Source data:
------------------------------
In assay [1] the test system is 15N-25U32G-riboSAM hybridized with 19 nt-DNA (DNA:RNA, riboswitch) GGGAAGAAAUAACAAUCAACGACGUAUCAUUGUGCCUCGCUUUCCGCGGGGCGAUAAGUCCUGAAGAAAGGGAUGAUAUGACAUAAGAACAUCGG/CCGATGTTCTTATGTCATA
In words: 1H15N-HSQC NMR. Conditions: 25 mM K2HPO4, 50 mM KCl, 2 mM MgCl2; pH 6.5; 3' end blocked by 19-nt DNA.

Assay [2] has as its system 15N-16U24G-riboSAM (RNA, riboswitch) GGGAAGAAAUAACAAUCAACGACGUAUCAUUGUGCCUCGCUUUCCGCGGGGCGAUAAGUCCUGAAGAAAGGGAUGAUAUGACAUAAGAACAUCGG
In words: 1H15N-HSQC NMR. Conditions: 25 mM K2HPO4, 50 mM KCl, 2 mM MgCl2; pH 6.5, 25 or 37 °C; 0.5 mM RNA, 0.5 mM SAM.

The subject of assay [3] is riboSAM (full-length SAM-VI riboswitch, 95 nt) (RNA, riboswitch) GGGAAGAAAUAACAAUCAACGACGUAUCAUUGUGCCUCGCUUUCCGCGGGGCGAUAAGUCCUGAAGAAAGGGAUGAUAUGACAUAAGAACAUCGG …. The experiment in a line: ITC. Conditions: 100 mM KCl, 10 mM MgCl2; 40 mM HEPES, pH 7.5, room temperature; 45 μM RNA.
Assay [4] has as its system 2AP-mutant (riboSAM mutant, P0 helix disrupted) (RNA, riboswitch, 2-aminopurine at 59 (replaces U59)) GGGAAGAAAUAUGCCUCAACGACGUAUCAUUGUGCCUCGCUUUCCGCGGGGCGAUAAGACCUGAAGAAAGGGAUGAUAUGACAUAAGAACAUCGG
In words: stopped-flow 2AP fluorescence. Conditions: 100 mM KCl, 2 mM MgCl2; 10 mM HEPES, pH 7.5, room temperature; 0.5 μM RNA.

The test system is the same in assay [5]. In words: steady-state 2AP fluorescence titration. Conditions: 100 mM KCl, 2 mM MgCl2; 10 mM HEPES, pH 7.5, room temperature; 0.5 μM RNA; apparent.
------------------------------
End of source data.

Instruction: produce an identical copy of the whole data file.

In assay [1] the test system is 15N-25U32G-riboSAM hybridized with 19 nt-DNA (DNA:RNA, riboswitch) GGGAAGAAAUAACAAUCAACGACGUAUCAUUGUGCCUCGCUUUCCGCGGGGCGAUAAGUCCUGAAGAAAGGGAUGAUAUGACAUAAGAACAUCGG/CCGATGTTCTTATGTCATA
In words: 1H15N-HSQC NMR. Conditions: 25 mM K2HPO4, 50 mM KCl, 2 mM MgCl2; pH 6.5; 3' end blocked by 19-nt DNA.

Assay [2] has as its system 15N-16U24G-riboSAM (RNA, riboswitch) GGGAAGAAAUAACAAUCAACGACGUAUCAUUGUGCCUCGCUUUCCGCGGGGCGAUAAGUCCUGAAGAAAGGGAUGAUAUGACAUAAGAACAUCGG
In words: 1H15N-HSQC NMR. Conditions: 25 mM K2HPO4, 50 mM KCl, 2 mM MgCl2; pH 6.5, 25 or 37 °C; 0.5 mM RNA, 0.5 mM SAM.

The subject of assay [3] is riboSAM (full-length SAM-VI riboswitch, 95 nt) (RNA, riboswitch) GGGAAGAAAUAACAAUCAACGACGUAUCAUUGUGCCUCGCUUUCCGCGGGGCGAUAAGUCCUGAAGAAAGGGAUGAUAUGACAUAAGAACAUCGG …. The experiment in a line: ITC. Conditions: 100 mM KCl, 10 mM MgCl2; 40 mM HEPES, pH 7.5, room temperature; 45 μM RNA.
Assay [4] has as its system 2AP-mutant (riboSAM mutant, P0 helix disrupted) (RNA, riboswitch, 2-aminopurine at 59 (replaces U59)) GGGAAGAAAUAUGCCUCAACGACGUAUCAUUGUGCCUCGCUUUCCGCGGGGCGAUAAGACCUGAAGAAAGGGAUGAUAUGACAUAAGAACAUCGG
In words: stopped-flow 2AP fluorescence. Conditions: 100 mM KCl, 2 mM MgCl2; 10 mM HEPES, pH 7.5, room temperature; 0.5 μM RNA.

The test system is the same in assay [5]. In words: steady-state 2AP fluorescence titration. Conditions: 100 mM KCl, 2 mM MgCl2; 10 mM HEPES, pH 7.5, room temperature; 0.5 μM RNA; apparent.